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  8. I learned that you can use 2 or 3 teaspoons of coffee depending on how strong you like your coffee or how large a cup you want. I always make a double 8 oz cup with only 1 K Cup. I think 3 teaspoons in the Calix would provide a better cup of coffee.

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  9. I love my Keurig. It is so easy and convenient to use when I'm in a rush in the morning! robin.christofaro@yahoo.com

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  10. I love my Keurig for its simplicity and the ability to make only 1 cup of coffee at a time instead of a huge pot!

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  11. It is environmentally friendly and dishwasher safe. I like my Keurig, but hate creating all that plastic waste.

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  12. I LOVE my keurig above any other coffee pot we've tried. I'm not a big drinker so i can just have one cup at a time, as I'm not likely to have two.

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  13. Thanks, there isnt much info on this filter yet. Weve got a couple of keurigs at work and its byoc. I think this would be a hit with everyone.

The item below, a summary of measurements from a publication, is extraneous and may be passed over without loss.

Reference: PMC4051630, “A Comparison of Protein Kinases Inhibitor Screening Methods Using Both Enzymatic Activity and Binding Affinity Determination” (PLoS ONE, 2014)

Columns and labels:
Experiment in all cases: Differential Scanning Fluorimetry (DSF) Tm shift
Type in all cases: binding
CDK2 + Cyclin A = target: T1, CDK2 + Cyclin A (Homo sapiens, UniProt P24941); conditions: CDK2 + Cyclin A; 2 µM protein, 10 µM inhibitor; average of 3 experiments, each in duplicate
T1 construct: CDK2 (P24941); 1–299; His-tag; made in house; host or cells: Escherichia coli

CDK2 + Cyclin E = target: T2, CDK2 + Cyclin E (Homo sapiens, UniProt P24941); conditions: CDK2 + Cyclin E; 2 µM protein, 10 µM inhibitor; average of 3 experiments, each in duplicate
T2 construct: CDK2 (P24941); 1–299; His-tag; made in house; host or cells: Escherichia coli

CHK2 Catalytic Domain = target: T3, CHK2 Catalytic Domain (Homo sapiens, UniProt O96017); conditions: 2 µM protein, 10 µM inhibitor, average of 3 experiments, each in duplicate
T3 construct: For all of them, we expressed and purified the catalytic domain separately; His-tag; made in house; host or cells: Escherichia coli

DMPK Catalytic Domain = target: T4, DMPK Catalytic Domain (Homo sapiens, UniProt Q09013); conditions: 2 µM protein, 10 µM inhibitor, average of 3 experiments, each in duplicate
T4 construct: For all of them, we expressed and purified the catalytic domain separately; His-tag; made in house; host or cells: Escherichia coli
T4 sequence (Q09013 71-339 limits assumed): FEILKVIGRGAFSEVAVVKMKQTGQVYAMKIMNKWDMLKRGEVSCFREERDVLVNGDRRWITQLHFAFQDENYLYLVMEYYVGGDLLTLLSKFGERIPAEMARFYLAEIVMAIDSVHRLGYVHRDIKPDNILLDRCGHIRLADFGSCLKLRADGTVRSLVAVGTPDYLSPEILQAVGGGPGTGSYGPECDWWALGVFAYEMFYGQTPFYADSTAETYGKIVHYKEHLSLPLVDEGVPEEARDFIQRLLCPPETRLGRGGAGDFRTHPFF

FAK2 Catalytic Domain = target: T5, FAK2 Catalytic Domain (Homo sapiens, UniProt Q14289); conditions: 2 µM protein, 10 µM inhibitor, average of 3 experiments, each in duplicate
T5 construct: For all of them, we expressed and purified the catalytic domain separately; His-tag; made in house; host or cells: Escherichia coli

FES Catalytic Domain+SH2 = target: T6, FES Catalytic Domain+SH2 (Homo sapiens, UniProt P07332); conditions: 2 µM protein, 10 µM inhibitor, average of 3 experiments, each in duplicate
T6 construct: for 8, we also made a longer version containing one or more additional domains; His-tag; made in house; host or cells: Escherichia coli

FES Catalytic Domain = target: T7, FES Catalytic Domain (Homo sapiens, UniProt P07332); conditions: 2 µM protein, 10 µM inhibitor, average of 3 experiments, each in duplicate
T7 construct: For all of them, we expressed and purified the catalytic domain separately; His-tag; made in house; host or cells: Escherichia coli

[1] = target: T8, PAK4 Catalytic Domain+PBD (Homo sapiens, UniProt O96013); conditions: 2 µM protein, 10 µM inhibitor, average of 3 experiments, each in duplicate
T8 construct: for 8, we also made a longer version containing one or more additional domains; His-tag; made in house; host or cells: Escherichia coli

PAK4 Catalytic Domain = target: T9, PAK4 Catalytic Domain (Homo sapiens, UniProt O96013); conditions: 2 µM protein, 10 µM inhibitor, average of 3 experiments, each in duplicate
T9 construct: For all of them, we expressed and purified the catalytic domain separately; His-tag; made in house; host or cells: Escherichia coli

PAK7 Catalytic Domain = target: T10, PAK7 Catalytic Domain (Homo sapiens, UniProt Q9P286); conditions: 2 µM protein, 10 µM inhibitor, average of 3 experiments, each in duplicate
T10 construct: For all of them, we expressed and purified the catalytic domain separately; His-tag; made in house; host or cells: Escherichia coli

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  14. My least favorite thing about the Keurig is that the pods are more expensive than the coffee for the drip systems
    Digicats {at} Sbcglobal {dot} Net

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  15. It has improved brew quality and it's dishwasher safe :) it's awesome! I would like to try. I love our Kuerig it's so convienant.

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  16. I learned:Multi Layer Brewing incorporates an extra interior layer to the standard "drip method" capsule, utilizing all the grinds by entirely submerging them. The forced circulation flow allows the water to stay in contact with the grinds slightly longer promoting a more robust cup of coffee.